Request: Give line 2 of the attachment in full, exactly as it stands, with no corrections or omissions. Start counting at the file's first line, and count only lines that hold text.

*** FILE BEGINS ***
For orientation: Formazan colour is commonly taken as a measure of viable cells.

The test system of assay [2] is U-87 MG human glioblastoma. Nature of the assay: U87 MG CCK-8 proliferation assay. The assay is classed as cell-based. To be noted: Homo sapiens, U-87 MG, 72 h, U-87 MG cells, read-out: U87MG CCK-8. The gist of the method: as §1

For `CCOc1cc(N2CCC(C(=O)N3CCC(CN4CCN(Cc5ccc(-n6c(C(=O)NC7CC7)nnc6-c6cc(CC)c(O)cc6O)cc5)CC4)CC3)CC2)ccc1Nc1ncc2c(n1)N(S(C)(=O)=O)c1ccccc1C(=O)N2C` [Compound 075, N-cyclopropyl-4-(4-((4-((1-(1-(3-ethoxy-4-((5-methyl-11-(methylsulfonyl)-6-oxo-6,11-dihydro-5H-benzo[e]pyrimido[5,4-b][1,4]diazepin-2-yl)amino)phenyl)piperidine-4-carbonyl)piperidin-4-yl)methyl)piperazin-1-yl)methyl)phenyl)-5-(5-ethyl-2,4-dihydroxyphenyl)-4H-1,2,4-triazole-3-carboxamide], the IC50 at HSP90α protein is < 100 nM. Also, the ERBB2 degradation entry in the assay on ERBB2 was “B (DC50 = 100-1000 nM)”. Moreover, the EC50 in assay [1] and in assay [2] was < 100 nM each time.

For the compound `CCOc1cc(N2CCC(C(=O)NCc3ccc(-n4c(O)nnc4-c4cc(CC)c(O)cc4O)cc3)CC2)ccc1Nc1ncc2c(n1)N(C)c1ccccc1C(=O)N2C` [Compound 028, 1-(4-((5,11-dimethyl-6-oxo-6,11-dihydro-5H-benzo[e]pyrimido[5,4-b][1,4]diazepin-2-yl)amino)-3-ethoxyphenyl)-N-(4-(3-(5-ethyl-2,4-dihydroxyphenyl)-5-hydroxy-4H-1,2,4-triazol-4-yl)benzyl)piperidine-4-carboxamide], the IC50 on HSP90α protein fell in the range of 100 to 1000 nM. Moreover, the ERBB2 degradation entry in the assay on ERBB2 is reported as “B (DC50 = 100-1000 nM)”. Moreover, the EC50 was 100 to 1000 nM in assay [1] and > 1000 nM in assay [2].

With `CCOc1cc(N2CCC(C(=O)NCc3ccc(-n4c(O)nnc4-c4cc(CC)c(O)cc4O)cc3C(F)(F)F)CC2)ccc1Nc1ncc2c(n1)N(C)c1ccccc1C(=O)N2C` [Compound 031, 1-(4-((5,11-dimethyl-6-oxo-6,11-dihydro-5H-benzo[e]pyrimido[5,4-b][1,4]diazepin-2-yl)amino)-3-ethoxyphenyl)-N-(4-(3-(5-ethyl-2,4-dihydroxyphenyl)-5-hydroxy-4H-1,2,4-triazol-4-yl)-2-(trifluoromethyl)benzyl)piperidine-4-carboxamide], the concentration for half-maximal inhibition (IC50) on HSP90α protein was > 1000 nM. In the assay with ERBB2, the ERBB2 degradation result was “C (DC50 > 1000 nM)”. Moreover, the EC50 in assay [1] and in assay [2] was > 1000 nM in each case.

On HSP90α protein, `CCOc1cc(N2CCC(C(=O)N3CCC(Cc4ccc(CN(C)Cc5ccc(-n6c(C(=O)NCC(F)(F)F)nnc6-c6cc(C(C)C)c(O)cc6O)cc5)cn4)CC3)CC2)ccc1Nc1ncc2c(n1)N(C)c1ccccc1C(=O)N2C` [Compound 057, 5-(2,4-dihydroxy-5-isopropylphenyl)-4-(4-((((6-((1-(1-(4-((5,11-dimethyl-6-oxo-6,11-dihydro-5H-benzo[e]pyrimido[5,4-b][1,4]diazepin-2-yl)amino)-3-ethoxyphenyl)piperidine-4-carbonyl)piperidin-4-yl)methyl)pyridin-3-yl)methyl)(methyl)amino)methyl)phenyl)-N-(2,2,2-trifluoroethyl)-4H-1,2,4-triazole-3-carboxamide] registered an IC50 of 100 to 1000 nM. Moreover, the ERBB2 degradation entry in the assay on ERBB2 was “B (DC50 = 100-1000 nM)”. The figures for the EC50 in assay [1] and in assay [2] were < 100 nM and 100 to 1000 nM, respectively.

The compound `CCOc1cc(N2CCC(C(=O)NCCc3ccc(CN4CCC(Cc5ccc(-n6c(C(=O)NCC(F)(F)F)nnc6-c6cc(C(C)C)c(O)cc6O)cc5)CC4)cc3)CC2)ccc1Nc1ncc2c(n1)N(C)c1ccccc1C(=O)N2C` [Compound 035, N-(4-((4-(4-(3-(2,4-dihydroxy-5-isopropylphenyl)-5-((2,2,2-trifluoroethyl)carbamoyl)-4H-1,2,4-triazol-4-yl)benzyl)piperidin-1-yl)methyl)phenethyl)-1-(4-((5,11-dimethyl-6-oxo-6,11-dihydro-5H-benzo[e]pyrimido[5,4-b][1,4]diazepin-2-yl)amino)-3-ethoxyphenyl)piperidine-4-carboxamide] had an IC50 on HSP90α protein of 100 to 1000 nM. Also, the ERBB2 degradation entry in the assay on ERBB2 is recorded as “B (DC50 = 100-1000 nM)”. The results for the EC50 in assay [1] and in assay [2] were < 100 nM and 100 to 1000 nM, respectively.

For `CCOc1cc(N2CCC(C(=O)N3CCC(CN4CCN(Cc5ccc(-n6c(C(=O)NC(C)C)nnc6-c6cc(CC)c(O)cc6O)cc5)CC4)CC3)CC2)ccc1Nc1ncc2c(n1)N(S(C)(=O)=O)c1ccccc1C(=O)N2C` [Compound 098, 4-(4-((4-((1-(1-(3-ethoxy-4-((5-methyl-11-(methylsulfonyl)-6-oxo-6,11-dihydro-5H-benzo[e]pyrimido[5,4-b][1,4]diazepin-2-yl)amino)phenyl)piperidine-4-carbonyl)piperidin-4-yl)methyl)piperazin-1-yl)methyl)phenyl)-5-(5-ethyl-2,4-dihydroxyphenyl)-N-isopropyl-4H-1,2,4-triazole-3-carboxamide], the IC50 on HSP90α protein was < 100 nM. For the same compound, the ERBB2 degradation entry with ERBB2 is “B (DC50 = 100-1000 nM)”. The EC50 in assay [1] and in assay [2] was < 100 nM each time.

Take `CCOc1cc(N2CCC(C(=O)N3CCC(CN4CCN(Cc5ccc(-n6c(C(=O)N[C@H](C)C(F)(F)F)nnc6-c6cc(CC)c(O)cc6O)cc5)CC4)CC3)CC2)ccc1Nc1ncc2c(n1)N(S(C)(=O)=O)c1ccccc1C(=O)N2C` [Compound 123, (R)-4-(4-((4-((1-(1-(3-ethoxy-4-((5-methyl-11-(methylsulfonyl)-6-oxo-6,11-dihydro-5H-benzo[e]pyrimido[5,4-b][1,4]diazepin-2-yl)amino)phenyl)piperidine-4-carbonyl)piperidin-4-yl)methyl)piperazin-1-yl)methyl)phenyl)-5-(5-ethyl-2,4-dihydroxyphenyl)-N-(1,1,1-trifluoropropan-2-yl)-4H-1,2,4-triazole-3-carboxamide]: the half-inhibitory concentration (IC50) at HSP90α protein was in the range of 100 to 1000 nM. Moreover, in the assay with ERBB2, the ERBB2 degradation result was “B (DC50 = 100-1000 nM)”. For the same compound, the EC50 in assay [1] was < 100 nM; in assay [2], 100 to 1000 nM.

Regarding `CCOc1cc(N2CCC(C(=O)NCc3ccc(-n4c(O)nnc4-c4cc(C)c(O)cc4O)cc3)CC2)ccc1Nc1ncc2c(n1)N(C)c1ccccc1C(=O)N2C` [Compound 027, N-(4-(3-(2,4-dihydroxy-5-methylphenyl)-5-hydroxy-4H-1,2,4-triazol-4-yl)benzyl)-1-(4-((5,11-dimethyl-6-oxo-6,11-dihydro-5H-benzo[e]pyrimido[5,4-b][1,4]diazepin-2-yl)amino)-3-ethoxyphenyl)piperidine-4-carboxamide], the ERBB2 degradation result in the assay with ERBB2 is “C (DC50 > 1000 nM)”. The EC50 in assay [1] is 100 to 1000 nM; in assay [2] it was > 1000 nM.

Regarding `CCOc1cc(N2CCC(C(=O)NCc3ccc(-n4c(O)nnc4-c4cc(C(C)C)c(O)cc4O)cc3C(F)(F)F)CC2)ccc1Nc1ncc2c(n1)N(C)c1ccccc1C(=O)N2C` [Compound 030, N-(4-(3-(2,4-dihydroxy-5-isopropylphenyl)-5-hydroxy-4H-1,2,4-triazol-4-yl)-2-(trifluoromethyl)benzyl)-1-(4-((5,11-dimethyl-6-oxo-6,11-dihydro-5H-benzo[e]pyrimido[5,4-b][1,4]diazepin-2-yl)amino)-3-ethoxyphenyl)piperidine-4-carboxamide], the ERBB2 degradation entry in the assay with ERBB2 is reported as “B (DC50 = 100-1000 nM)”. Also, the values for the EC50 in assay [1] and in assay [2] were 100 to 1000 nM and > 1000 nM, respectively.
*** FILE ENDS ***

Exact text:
The test system of assay [2] is U-87 MG human glioblastoma. Nature of the assay: U87 MG CCK-8 proliferation assay. The assay is classed as cell-based. To be noted: Homo sapiens, U-87 MG, 72 h, U-87 MG cells, read-out: U87MG CCK-8. The gist of the method: as §1